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Human Germline Gene Therapy: Scientific, Moral and Political Issues
  1. Nils Holtug
  1. Department of Philosophy, University of Copenhagen, Denmark

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    David B Resnik, Holly B Steinkraus and Pamela J Langer, Austin, Texas, R G Landes Company, 1999, 189 pages, US$99.00 (hb).

    This book provides a worthwhile and challenging introduction to scientific and moral issues in germline gene therapy. It contains two parts, dealing with scientific and moral issues respectively. In the first, scientific part, a chapter on what the alternatives to germline therapy are is helpful, especially in pointing out that many of the goals one might want to achieve by using germline therapy may be achieved, at a slighter risk, by using non-genetic technologies such as selective embryo implantation and selective abortion. However, the authors argue that germline therapy may be an option in certain cases in which these alternatives are not viable (page 72).

    In the second part of the book, moral and political issues in germline therapy are discussed, such as the distinction between therapy and enhancement, potential benefits and harms, rights and responsibilities, justice, our concept of humanness, and public policy issues.

    The authors present an argument from parental rights to the effect that parents have a right to use germline therapy (page 117). This right, however, may be restricted in order to prevent harm to others, such as the children who will result from such therapy. The authors conclude that, since germline therapy would not be in the best interest of children (or further generations) at this point in time (due to various technical difficulties and uncertainties), it would be irresponsible to perform it, although this situation may well change in the future (page 119).

    Under what circumstances, however, may we say that a child has been harmed by germline therapy? If a particular child will come into existence whether or not germline therapy is performed, then, sometimes, it may be harmed by having (had) the therapy performed (if, for example, the therapy accidentally causes it to develop cancer); it may be worse off than it would be had the therapy not been performed. But typically, the numerically same child will not come into existence whether or not the therapy is performed (perhaps, if the therapy is not performed, no child is produced, or perhaps the parents do not opt for IVF, or perhaps, if they do, a different embryo is implanted). In such cases, then, it seems that a child is only harmed by germline therapy if its life is worth not living. And arguably, this will not be the case very often.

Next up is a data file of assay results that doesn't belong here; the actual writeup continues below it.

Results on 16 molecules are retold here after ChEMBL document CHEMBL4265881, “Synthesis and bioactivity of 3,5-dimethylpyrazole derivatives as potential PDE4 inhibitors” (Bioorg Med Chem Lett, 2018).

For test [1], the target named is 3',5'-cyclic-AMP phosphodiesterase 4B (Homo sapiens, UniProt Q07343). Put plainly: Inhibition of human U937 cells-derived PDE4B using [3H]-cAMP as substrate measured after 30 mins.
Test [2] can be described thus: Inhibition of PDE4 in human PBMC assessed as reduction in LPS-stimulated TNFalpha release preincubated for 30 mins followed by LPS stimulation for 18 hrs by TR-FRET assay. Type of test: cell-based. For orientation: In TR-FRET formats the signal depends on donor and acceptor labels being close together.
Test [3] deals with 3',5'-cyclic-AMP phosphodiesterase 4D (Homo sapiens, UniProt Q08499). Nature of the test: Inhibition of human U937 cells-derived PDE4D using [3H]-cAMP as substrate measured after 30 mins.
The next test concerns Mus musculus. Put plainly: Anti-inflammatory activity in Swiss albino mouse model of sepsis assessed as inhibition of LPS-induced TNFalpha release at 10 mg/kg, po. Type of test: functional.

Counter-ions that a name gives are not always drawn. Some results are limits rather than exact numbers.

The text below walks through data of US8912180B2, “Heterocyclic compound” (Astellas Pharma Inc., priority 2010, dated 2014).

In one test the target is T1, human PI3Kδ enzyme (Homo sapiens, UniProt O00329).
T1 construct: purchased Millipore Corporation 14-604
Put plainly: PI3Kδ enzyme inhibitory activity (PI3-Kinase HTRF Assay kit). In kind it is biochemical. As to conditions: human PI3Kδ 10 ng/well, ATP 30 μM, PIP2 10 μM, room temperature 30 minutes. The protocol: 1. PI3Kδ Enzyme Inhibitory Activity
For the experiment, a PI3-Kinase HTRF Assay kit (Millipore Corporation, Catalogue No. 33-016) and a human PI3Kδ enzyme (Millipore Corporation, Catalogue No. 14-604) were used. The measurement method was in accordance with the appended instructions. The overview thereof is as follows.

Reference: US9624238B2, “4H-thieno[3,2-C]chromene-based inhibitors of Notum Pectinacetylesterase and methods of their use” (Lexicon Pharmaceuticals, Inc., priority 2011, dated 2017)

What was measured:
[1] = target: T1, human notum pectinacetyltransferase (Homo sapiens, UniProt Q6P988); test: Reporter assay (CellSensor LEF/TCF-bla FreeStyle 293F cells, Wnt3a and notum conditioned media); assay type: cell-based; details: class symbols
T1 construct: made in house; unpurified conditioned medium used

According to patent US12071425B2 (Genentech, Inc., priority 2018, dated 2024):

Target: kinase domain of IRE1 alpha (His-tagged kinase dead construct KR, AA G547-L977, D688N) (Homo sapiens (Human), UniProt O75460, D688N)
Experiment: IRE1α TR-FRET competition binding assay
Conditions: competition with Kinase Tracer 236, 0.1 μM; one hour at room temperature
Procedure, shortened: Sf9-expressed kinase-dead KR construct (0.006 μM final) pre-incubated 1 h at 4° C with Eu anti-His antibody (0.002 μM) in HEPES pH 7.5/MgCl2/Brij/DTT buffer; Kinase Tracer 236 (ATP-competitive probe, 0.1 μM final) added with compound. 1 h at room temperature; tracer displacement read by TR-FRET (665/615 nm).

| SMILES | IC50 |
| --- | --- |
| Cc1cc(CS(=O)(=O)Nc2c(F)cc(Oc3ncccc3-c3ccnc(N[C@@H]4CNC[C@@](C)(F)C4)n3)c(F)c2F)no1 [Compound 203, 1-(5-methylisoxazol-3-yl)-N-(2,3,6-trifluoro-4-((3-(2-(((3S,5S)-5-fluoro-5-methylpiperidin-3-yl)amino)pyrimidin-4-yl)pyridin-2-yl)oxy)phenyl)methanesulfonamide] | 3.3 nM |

However, the authors prevent themselves from claiming that a child who would not have come into existence, had germline therapy not been provided, can be harmed by this therapy, because they take existence and non-existence to be evaluatively incomparable (page122). So it seems that, according to them germline therapy can only harm a child if it would exist whether or not the therapy were performed, and be worse off if it were performed. But this does not seem to restrict parental rights much.

    In an illuminating chapter on justice, the authors argue that germline therapy may affect human equality. We can imagine a society in which the people who are able to pay, provide genetic enhancements for their children, who are then (further) advantaged as compared to children whose parents are not able to pay. Germline therapy may affect the range of opportunities a person has and so may affect (lessen) equality of opportunity. While such consequences could be avoided if genetic enhancements could be effectively forbidden, the authors believe it is both unrealistic and wasteful to forbid enhancements. Instead, they suggest that we should allow genetic enhancements within a genetically “normal” range (page 135). I think that this suggestion has some plausibility, but I should like to make two comments. Firstly, even within the boundaries of what is genetically normal, germline enhancements may promote inequality of opportunity. And secondly, the authors reject a ban on genetic enhancements, in part because they believe it is unrealistic, since governments and private citizens have strong interests in such enhancements. But they provide no reason to believe that a ban on enhancements beyond what is genetically normal would be invulnerable to such pressure.

    After the chapter on justice comes a chapter on how germline therapy may affect our humanness. Amongst other things, the authors discuss–and reject–the view that germline therapy may be wrong because it is unnatural. So, while there are some uses of germline therapy that are unacceptable, this is not because they are unnatural, but rather because they harm or demean people.

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